Stories tagged with Micro Credit Development Trust SACCO (MCDT)

Jul 7, 2013 UG Uganda
              
By: Abhishesh Adhikari
 
One of the Kiva partner MFIs that I am helping in Uganda is Micro Credit for Development and Transformation (MCDT.)  It is based in Kampala and provides financial services primarily to low-income women who come to Kampala from remote areas of Uganda. Even though the average loan size for a borrower at MCDT is only about $200, it is amazing how impactful the loans have been in helping these women become financially independent.
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May 5, 2011 BO Bolivia

By Nila Uthayakumar, KF14, Uganda, 

With the help of several other Fellows in the field

Borrowers of an MCDT solidarity group meet under the shade of a tree in Kampala, Uganda.

I’ve met all kinds of borrowers. From age 16 to 76; from orphans to a former beauty queen; from potato sellers to auto parts saleswomen to motorcycle transportation tycoons. I’ve met them in urban slums, in villages, in homes, on porches, in...

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Mar 3, 2011 UG Uganda

The Source of the Nile in Jinja, Uganda

Nila Uthayakumar, KF14, Uganda

My Rough Guide to Kenya has been open face down on my desk for the past few days. My time in Uganda has been incredible. I have seen and experienced so much in such a short period. Like my life has been on fast forward. This country captured me instantly. Drew me in. And held me close. Whispering. This land is unlike any other.

But it seemed as if...

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Mar 3, 2011 UG Uganda

By Nila Uthayakumar, KF 14, Uganda

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Nila is a Kiva Fellow living in Kampala, Uganda. She looks forward to working with several Kiva partner MFIs in Uganda and Kenya over the next few months.


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Feb 2, 2011 UG Uganda

By Nila Uthayakumar, KF 14, Uganda

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Nila has just arrived in Kampala, Uganda after having spent six months in Zanzibar, Tanzania last year. She considers East Africa home now, and looks forward to working with several Kiva partner microfinance institutions throughout the next few months in Uganda and Kenya.


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Feb 2, 2011 BO Bolivia

Fellows wrote about visiting with borrowers and so much more (South African clients pictured above)

Members of the 14th class of Kiva Fellows have officially hit their stride. While we never know where the next dispatch will come from or what interesting topics the Fellows will cover next, we always know we’ll be transported, entertained, and edified. This past week, topics included “Christmas”, trekking to a remote village (with video!), handling adversity (...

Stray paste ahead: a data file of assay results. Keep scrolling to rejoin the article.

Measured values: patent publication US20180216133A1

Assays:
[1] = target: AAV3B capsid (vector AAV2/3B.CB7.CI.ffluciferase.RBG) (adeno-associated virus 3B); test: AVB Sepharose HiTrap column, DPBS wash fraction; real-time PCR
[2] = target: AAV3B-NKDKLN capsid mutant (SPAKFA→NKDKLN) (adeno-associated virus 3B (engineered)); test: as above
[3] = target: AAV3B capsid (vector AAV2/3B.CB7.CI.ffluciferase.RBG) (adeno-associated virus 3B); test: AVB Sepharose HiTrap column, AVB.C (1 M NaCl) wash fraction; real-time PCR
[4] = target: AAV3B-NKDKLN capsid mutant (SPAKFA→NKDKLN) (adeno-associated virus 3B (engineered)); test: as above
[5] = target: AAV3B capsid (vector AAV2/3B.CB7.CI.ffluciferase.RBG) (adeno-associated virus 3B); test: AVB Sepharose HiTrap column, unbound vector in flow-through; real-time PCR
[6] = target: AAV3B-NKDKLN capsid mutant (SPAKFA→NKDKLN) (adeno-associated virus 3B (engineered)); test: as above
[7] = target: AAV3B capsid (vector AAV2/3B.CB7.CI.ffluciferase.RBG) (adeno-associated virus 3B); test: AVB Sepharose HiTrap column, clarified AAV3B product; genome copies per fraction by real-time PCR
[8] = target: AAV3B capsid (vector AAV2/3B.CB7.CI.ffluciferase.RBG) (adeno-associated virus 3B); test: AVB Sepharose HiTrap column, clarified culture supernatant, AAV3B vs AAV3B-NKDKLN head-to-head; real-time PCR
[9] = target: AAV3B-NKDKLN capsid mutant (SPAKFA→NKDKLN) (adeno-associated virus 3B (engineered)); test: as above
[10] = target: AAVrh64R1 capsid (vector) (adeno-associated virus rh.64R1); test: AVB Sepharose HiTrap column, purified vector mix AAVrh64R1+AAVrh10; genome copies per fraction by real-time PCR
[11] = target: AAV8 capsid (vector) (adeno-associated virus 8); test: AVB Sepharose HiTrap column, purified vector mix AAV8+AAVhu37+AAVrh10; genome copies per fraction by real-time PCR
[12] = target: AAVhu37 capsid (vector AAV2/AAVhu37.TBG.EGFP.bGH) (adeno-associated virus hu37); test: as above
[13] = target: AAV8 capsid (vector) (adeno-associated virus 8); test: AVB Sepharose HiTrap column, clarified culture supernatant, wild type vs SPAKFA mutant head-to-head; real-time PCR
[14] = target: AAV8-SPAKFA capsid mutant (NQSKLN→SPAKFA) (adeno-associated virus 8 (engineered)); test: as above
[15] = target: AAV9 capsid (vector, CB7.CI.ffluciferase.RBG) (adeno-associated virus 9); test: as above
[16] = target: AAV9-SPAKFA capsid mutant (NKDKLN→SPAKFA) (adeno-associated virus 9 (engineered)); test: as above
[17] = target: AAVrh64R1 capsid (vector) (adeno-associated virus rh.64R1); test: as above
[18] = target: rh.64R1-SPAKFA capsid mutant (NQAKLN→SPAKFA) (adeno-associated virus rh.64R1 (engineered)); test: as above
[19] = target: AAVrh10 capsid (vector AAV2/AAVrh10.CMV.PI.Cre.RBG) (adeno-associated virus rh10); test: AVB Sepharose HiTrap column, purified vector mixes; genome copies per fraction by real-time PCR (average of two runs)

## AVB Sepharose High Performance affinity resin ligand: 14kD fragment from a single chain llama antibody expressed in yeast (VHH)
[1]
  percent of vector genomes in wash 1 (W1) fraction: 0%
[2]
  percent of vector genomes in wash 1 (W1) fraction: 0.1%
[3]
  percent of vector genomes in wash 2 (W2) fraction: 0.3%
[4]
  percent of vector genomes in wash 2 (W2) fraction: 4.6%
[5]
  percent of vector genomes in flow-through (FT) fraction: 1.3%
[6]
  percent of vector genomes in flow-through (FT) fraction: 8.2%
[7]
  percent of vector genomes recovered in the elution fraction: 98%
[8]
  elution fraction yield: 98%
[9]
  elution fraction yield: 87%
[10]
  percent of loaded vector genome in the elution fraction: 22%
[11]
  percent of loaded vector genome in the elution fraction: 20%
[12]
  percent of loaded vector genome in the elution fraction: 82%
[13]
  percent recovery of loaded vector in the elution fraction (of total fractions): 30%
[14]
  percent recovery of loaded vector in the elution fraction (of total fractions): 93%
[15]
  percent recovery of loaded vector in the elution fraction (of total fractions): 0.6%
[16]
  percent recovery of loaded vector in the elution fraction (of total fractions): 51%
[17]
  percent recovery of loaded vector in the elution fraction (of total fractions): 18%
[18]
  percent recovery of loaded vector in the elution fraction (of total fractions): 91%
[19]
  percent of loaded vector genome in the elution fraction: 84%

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Feb 2, 2011 UG Uganda

By Nila Uthayakumar, KF 14, Uganda


On the one-year anniversary of Eva Wu’s blog post entitled In Defense of “High” MFI Interest Rates, I was inspired to write a post on this exact topic. The date of this post is a coincidence, as I was actually inspired by the concerns of a group of friends I met with last week. They inundated me with questions: Why is it that microfinance institutions (MFIs) all over the world charge interest rates between 30 to 60% or even higher in many cases? Are they all predatory organizations,...

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Feb 2, 2011 UG Uganda

Sam the loan officer counting loan repayments

By Nila Uthayakumar, KF 14, Uganda

Tuesday morning. It was just my second day at Micro Credit for Development and Transformation (MCDT), a Kiva partner microfinance bank based in Kampala, Uganda. I sat at the helm of a grouping of desks in an airy room within an office building perched at the very tip-top of a hill in Kampala. What a view. Of the city, but also of the four loan officers preparing to go into...

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Sep 9, 2010 UG Uganda

By James Allman-Gulino, KF11 Uganda

I’ve now been in Uganda for 5 months, and today is the last day of my Kiva Fellowship.  Naturally the fellowship has had its ups and downs, but on the whole I’ve had a fantastic experience here working with Kiva, BRAC Uganda, and MCDT SACCO.  I feel very privileged to have gotten the chance to see how microfinance really works on the ground, and how it impacts the lives of borrowers.  Along the way I’ve amassed a few thoughts about my time here, Kiva’s operations, and microfinance in general, which I’ve...

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Sep 9, 2010 UG Uganda

By James Allman-Gulino, KF11 Uganda


Do microfinance loans actually improve the lives of borrowers? This is an enormous question, and one that’s notoriously difficult to measure.  In an earlier post on social performance, I mentioned some of the issues involved with trying to obtain such a metric (chiefly: it’s expensive, it may ignore hard-to-measure social benefits of borrowing, and it’s tough to isolate microfinance loans as the sole reason a borrower’s income increases/decreases).  But despite those challenges, if microfinance is...

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